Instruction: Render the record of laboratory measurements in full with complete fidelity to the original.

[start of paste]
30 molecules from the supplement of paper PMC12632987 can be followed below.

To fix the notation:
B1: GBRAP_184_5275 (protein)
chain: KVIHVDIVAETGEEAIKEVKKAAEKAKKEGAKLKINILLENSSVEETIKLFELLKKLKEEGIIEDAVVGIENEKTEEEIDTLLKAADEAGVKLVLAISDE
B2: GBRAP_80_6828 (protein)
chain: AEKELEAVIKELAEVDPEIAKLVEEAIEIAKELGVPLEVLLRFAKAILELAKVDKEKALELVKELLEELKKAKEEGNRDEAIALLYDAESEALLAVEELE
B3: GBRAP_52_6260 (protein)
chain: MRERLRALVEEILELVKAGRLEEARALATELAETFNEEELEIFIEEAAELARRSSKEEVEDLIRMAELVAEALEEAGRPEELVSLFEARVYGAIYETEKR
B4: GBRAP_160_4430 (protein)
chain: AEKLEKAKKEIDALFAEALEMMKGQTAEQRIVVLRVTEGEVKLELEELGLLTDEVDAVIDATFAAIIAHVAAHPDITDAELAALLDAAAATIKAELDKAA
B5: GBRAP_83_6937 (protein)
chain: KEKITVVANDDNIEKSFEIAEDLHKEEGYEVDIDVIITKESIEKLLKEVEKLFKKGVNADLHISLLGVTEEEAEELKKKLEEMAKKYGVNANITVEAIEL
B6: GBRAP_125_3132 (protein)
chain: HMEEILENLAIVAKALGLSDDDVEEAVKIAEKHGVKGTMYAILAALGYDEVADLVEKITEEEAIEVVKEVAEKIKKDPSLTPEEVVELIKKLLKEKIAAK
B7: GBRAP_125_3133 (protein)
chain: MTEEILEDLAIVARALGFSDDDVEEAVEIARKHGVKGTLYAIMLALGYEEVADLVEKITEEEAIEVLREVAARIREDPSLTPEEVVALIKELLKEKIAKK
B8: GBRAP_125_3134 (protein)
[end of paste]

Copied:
30 molecules from the supplement of paper PMC12632987 can be followed below.

To fix the notation:
B1: GBRAP_184_5275 (protein)
chain: KVIHVDIVAETGEEAIKEVKKAAEKAKKEGAKLKINILLENSSVEETIKLFELLKKLKEEGIIEDAVVGIENEKTEEEIDTLLKAADEAGVKLVLAISDE
B2: GBRAP_80_6828 (protein)
chain: AEKELEAVIKELAEVDPEIAKLVEEAIEIAKELGVPLEVLLRFAKAILELAKVDKEKALELVKELLEELKKAKEEGNRDEAIALLYDAESEALLAVEELE
B3: GBRAP_52_6260 (protein)
chain: MRERLRALVEEILELVKAGRLEEARALATELAETFNEEELEIFIEEAAELARRSSKEEVEDLIRMAELVAEALEEAGRPEELVSLFEARVYGAIYETEKR
B4: GBRAP_160_4430 (protein)
chain: AEKLEKAKKEIDALFAEALEMMKGQTAEQRIVVLRVTEGEVKLELEELGLLTDEVDAVIDATFAAIIAHVAAHPDITDAELAALLDAAAATIKAELDKAA
B5: GBRAP_83_6937 (protein)
chain: KEKITVVANDDNIEKSFEIAEDLHKEEGYEVDIDVIITKESIEKLLKEVEKLFKKGVNADLHISLLGVTEEEAEELKKKLEEMAKKYGVNANITVEAIEL
B6: GBRAP_125_3132 (protein)
chain: HMEEILENLAIVAKALGLSDDDVEEAVKIAEKHGVKGTMYAILAALGYDEVADLVEKITEEEAIEVVKEVAEKIKKDPSLTPEEVVELIKKLLKEKIAAK
B7: GBRAP_125_3133 (protein)
chain: MTEEILEDLAIVARALGFSDDDVEEAVEIARKHGVKGTLYAIMLALGYEEVADLVEKITEEEAIEVLREVAARIREDPSLTPEEVVALIKELLKEKIAKK
B8: GBRAP_125_3134 (protein)